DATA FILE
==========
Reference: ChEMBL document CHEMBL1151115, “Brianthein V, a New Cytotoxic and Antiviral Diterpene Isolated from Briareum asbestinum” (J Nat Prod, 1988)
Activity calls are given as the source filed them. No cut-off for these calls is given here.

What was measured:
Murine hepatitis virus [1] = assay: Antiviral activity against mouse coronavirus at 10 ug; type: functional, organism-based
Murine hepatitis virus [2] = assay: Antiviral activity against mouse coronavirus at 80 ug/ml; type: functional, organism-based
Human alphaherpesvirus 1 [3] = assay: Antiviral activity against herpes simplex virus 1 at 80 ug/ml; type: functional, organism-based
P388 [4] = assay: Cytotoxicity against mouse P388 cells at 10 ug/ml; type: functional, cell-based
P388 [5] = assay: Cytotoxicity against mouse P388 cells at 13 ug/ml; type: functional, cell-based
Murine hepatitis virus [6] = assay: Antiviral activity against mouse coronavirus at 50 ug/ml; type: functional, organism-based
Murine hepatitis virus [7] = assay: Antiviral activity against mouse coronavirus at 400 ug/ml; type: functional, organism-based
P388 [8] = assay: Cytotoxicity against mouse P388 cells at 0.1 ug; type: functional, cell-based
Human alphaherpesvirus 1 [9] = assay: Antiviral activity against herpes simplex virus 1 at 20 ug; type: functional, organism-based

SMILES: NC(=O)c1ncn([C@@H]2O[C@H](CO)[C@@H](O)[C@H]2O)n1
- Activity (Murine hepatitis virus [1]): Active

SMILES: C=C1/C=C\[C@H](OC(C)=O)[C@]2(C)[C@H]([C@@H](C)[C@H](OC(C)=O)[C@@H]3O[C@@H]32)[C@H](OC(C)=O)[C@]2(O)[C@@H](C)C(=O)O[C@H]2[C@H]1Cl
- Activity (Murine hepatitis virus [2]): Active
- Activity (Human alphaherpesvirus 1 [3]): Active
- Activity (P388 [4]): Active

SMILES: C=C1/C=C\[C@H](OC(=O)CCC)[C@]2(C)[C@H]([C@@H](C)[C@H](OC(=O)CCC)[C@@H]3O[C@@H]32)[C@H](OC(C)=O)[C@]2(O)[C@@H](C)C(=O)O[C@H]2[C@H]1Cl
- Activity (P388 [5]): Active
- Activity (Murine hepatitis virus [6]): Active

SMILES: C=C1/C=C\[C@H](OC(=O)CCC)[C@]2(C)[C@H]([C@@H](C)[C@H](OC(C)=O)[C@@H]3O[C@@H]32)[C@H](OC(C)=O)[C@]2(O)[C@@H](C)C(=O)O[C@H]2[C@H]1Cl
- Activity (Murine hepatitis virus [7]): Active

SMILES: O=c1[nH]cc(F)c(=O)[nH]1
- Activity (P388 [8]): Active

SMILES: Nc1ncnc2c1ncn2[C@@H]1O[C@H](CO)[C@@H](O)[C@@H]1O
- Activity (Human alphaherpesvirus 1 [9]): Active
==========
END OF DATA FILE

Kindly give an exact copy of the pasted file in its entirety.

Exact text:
Reference: ChEMBL document CHEMBL1151115, “Brianthein V, a New Cytotoxic and Antiviral Diterpene Isolated from Briareum asbestinum” (J Nat Prod, 1988)
Activity calls are given as the source filed them. No cut-off for these calls is given here.

What was measured:
Murine hepatitis virus [1] = assay: Antiviral activity against mouse coronavirus at 10 ug; type: functional, organism-based
Murine hepatitis virus [2] = assay: Antiviral activity against mouse coronavirus at 80 ug/ml; type: functional, organism-based
Human alphaherpesvirus 1 [3] = assay: Antiviral activity against herpes simplex virus 1 at 80 ug/ml; type: functional, organism-based
P388 [4] = assay: Cytotoxicity against mouse P388 cells at 10 ug/ml; type: functional, cell-based
P388 [5] = assay: Cytotoxicity against mouse P388 cells at 13 ug/ml; type: functional, cell-based
Murine hepatitis virus [6] = assay: Antiviral activity against mouse coronavirus at 50 ug/ml; type: functional, organism-based
Murine hepatitis virus [7] = assay: Antiviral activity against mouse coronavirus at 400 ug/ml; type: functional, organism-based
P388 [8] = assay: Cytotoxicity against mouse P388 cells at 0.1 ug; type: functional, cell-based
Human alphaherpesvirus 1 [9] = assay: Antiviral activity against herpes simplex virus 1 at 20 ug; type: functional, organism-based

SMILES: NC(=O)c1ncn([C@@H]2O[C@H](CO)[C@@H](O)[C@H]2O)n1
- Activity (Murine hepatitis virus [1]): Active

SMILES: C=C1/C=C\[C@H](OC(C)=O)[C@]2(C)[C@H]([C@@H](C)[C@H](OC(C)=O)[C@@H]3O[C@@H]32)[C@H](OC(C)=O)[C@]2(O)[C@@H](C)C(=O)O[C@H]2[C@H]1Cl
- Activity (Murine hepatitis virus [2]): Active
- Activity (Human alphaherpesvirus 1 [3]): Active
- Activity (P388 [4]): Active

SMILES: C=C1/C=C\[C@H](OC(=O)CCC)[C@]2(C)[C@H]([C@@H](C)[C@H](OC(=O)CCC)[C@@H]3O[C@@H]32)[C@H](OC(C)=O)[C@]2(O)[C@@H](C)C(=O)O[C@H]2[C@H]1Cl
- Activity (P388 [5]): Active
- Activity (Murine hepatitis virus [6]): Active

SMILES: C=C1/C=C\[C@H](OC(=O)CCC)[C@]2(C)[C@H]([C@@H](C)[C@H](OC(C)=O)[C@@H]3O[C@@H]32)[C@H](OC(C)=O)[C@]2(O)[C@@H](C)C(=O)O[C@H]2[C@H]1Cl
- Activity (Murine hepatitis virus [7]): Active

SMILES: O=c1[nH]cc(F)c(=O)[nH]1
- Activity (P388 [8]): Active

SMILES: Nc1ncnc2c1ncn2[C@@H]1O[C@H](CO)[C@@H](O)[C@@H]1O
- Activity (Human alphaherpesvirus 1 [9]): Active